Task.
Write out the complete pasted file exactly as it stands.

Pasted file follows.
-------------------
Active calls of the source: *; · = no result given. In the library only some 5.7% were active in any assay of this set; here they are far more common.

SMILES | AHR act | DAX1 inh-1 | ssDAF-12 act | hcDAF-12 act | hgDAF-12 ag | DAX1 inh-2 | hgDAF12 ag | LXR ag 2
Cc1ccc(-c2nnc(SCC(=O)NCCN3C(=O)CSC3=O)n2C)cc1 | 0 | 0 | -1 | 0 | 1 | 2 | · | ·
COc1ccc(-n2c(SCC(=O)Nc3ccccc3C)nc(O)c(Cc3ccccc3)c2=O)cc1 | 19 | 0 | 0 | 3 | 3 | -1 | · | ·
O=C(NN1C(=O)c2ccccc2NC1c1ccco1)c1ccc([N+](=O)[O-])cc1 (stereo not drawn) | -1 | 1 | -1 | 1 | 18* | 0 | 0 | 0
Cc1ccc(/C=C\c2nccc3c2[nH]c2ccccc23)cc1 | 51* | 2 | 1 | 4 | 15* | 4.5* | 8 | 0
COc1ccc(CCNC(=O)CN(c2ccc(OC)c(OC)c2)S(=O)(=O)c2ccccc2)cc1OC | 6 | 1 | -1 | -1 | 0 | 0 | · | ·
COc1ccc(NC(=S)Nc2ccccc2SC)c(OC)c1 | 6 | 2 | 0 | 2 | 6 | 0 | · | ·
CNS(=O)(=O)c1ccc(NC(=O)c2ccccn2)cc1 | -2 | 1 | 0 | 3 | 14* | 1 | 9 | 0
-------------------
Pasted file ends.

Active calls of the source: *; · = no result given. In the library only some 5.7% were active in any assay of this set; here they are far more common.

SMILES | AHR act | DAX1 inh-1 | ssDAF-12 act | hcDAF-12 act | hgDAF-12 ag | DAX1 inh-2 | hgDAF12 ag | LXR ag 2
Cc1ccc(-c2nnc(SCC(=O)NCCN3C(=O)CSC3=O)n2C)cc1 | 0 | 0 | -1 | 0 | 1 | 2 | · | ·
COc1ccc(-n2c(SCC(=O)Nc3ccccc3C)nc(O)c(Cc3ccccc3)c2=O)cc1 | 19 | 0 | 0 | 3 | 3 | -1 | · | ·
O=C(NN1C(=O)c2ccccc2NC1c1ccco1)c1ccc([N+](=O)[O-])cc1 (stereo not drawn) | -1 | 1 | -1 | 1 | 18* | 0 | 0 | 0
Cc1ccc(/C=C\c2nccc3c2[nH]c2ccccc23)cc1 | 51* | 2 | 1 | 4 | 15* | 4.5* | 8 | 0
COc1ccc(CCNC(=O)CN(c2ccc(OC)c(OC)c2)S(=O)(=O)c2ccccc2)cc1OC | 6 | 1 | -1 | -1 | 0 | 0 | · | ·
COc1ccc(NC(=S)Nc2ccccc2SC)c(OC)c1 | 6 | 2 | 0 | 2 | 6 | 0 | · | ·
CNS(=O)(=O)c1ccc(NC(=O)c2ccccn2)cc1 | -2 | 1 | 0 | 3 | 14* | 1 | 9 | 0